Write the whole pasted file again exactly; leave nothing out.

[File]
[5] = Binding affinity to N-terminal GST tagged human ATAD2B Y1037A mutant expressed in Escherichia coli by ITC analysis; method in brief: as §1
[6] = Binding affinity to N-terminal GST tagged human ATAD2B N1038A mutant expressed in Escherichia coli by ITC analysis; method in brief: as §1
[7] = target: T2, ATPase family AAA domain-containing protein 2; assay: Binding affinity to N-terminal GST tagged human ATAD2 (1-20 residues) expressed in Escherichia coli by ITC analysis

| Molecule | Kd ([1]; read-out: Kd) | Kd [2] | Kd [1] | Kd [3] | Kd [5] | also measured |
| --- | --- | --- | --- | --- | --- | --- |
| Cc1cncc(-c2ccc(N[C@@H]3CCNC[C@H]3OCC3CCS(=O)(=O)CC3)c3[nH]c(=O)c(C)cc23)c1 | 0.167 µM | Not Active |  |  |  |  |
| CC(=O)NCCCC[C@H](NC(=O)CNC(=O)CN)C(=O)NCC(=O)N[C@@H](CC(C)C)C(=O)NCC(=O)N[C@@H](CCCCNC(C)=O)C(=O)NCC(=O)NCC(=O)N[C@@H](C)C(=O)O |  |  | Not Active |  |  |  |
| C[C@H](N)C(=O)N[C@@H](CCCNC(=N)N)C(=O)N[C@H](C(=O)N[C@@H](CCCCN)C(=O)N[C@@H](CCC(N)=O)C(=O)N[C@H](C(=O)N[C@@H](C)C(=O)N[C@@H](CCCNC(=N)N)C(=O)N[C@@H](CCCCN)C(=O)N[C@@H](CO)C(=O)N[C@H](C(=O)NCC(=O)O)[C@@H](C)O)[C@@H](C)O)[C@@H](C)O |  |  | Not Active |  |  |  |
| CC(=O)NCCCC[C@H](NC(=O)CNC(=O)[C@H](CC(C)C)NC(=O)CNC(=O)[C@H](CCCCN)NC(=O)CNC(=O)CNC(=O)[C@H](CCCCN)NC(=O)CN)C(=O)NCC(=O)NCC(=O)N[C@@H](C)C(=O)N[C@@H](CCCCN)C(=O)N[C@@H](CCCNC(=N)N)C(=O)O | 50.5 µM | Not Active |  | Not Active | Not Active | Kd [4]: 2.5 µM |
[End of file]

[5] = Binding affinity to N-terminal GST tagged human ATAD2B Y1037A mutant expressed in Escherichia coli by ITC analysis; method in brief: as §1
[6] = Binding affinity to N-terminal GST tagged human ATAD2B N1038A mutant expressed in Escherichia coli by ITC analysis; method in brief: as §1
[7] = target: T2, ATPase family AAA domain-containing protein 2; assay: Binding affinity to N-terminal GST tagged human ATAD2 (1-20 residues) expressed in Escherichia coli by ITC analysis

| Molecule | Kd ([1]; read-out: Kd) | Kd [2] | Kd [1] | Kd [3] | Kd [5] | also measured |
| --- | --- | --- | --- | --- | --- | --- |
| Cc1cncc(-c2ccc(N[C@@H]3CCNC[C@H]3OCC3CCS(=O)(=O)CC3)c3[nH]c(=O)c(C)cc23)c1 | 0.167 µM | Not Active |  |  |  |  |
| CC(=O)NCCCC[C@H](NC(=O)CNC(=O)CN)C(=O)NCC(=O)N[C@@H](CC(C)C)C(=O)NCC(=O)N[C@@H](CCCCNC(C)=O)C(=O)NCC(=O)NCC(=O)N[C@@H](C)C(=O)O |  |  | Not Active |  |  |  |
| C[C@H](N)C(=O)N[C@@H](CCCNC(=N)N)C(=O)N[C@H](C(=O)N[C@@H](CCCCN)C(=O)N[C@@H](CCC(N)=O)C(=O)N[C@H](C(=O)N[C@@H](C)C(=O)N[C@@H](CCCNC(=N)N)C(=O)N[C@@H](CCCCN)C(=O)N[C@@H](CO)C(=O)N[C@H](C(=O)NCC(=O)O)[C@@H](C)O)[C@@H](C)O)[C@@H](C)O |  |  | Not Active |  |  |  |
| CC(=O)NCCCC[C@H](NC(=O)CNC(=O)[C@H](CC(C)C)NC(=O)CNC(=O)[C@H](CCCCN)NC(=O)CNC(=O)CNC(=O)[C@H](CCCCN)NC(=O)CN)C(=O)NCC(=O)NCC(=O)N[C@@H](C)C(=O)N[C@@H](CCCCN)C(=O)N[C@@H](CCCNC(=N)N)C(=O)O | 50.5 µM | Not Active |  | Not Active | Not Active | Kd [4]: 2.5 µM |